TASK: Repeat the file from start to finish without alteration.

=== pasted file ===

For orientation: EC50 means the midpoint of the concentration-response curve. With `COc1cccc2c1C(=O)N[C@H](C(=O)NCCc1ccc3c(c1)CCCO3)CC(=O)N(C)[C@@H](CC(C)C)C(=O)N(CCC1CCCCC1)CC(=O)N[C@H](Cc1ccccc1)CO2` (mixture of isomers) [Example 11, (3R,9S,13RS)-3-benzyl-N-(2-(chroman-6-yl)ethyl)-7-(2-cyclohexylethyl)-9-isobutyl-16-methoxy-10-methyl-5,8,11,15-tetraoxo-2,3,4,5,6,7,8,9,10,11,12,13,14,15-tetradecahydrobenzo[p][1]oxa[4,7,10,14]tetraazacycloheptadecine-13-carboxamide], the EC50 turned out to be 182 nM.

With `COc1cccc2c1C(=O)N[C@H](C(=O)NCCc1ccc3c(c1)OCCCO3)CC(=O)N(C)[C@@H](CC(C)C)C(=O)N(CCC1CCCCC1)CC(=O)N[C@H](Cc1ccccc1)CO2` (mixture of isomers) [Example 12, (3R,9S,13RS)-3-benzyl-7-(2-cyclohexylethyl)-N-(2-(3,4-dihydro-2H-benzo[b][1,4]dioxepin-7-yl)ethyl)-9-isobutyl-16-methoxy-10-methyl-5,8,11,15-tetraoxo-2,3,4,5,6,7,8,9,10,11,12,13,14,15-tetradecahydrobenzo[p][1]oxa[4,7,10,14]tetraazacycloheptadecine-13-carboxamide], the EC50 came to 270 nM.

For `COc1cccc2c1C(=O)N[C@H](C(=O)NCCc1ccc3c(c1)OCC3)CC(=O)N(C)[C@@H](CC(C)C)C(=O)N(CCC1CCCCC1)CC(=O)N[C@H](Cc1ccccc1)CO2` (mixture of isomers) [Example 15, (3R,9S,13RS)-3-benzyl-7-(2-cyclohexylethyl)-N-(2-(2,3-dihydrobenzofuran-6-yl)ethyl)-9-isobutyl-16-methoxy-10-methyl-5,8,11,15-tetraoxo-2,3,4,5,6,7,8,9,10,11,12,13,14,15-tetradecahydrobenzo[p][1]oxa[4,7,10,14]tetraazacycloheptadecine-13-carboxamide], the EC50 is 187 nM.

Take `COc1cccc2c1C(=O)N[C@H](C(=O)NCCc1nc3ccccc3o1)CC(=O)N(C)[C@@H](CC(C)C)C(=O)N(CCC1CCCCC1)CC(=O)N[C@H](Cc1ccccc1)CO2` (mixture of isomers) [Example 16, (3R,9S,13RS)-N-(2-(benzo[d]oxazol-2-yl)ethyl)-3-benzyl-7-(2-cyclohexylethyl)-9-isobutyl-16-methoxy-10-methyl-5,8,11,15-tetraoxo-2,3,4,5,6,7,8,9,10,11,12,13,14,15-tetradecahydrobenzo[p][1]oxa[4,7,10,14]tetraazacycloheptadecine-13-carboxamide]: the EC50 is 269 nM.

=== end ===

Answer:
For orientation: EC50 means the midpoint of the concentration-response curve. With `COc1cccc2c1C(=O)N[C@H](C(=O)NCCc1ccc3c(c1)CCCO3)CC(=O)N(C)[C@@H](CC(C)C)C(=O)N(CCC1CCCCC1)CC(=O)N[C@H](Cc1ccccc1)CO2` (mixture of isomers) [Example 11, (3R,9S,13RS)-3-benzyl-N-(2-(chroman-6-yl)ethyl)-7-(2-cyclohexylethyl)-9-isobutyl-16-methoxy-10-methyl-5,8,11,15-tetraoxo-2,3,4,5,6,7,8,9,10,11,12,13,14,15-tetradecahydrobenzo[p][1]oxa[4,7,10,14]tetraazacycloheptadecine-13-carboxamide], the EC50 turned out to be 182 nM.

With `COc1cccc2c1C(=O)N[C@H](C(=O)NCCc1ccc3c(c1)OCCCO3)CC(=O)N(C)[C@@H](CC(C)C)C(=O)N(CCC1CCCCC1)CC(=O)N[C@H](Cc1ccccc1)CO2` (mixture of isomers) [Example 12, (3R,9S,13RS)-3-benzyl-7-(2-cyclohexylethyl)-N-(2-(3,4-dihydro-2H-benzo[b][1,4]dioxepin-7-yl)ethyl)-9-isobutyl-16-methoxy-10-methyl-5,8,11,15-tetraoxo-2,3,4,5,6,7,8,9,10,11,12,13,14,15-tetradecahydrobenzo[p][1]oxa[4,7,10,14]tetraazacycloheptadecine-13-carboxamide], the EC50 came to 270 nM.

For `COc1cccc2c1C(=O)N[C@H](C(=O)NCCc1ccc3c(c1)OCC3)CC(=O)N(C)[C@@H](CC(C)C)C(=O)N(CCC1CCCCC1)CC(=O)N[C@H](Cc1ccccc1)CO2` (mixture of isomers) [Example 15, (3R,9S,13RS)-3-benzyl-7-(2-cyclohexylethyl)-N-(2-(2,3-dihydrobenzofuran-6-yl)ethyl)-9-isobutyl-16-methoxy-10-methyl-5,8,11,15-tetraoxo-2,3,4,5,6,7,8,9,10,11,12,13,14,15-tetradecahydrobenzo[p][1]oxa[4,7,10,14]tetraazacycloheptadecine-13-carboxamide], the EC50 is 187 nM.

Take `COc1cccc2c1C(=O)N[C@H](C(=O)NCCc1nc3ccccc3o1)CC(=O)N(C)[C@@H](CC(C)C)C(=O)N(CCC1CCCCC1)CC(=O)N[C@H](Cc1ccccc1)CO2` (mixture of isomers) [Example 16, (3R,9S,13RS)-N-(2-(benzo[d]oxazol-2-yl)ethyl)-3-benzyl-7-(2-cyclohexylethyl)-9-isobutyl-16-methoxy-10-methyl-5,8,11,15-tetraoxo-2,3,4,5,6,7,8,9,10,11,12,13,14,15-tetradecahydrobenzo[p][1]oxa[4,7,10,14]tetraazacycloheptadecine-13-carboxamide]: the EC50 is 269 nM.